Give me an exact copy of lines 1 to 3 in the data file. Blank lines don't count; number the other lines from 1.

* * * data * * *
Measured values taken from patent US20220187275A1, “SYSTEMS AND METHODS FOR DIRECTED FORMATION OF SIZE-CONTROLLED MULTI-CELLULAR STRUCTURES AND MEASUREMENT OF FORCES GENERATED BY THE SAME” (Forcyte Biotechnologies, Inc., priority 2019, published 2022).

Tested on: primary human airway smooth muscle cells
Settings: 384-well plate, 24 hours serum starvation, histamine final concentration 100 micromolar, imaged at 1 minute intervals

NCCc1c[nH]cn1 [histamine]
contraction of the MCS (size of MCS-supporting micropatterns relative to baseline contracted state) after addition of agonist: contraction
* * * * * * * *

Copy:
Measured values taken from patent US20220187275A1, “SYSTEMS AND METHODS FOR DIRECTED FORMATION OF SIZE-CONTROLLED MULTI-CELLULAR STRUCTURES AND MEASUREMENT OF FORCES GENERATED BY THE SAME” (Forcyte Biotechnologies, Inc., priority 2019, published 2022).

Tested on: primary human airway smooth muscle cells
Settings: 384-well plate, 24 hours serum starvation, histamine final concentration 100 micromolar, imaged at 1 minute intervals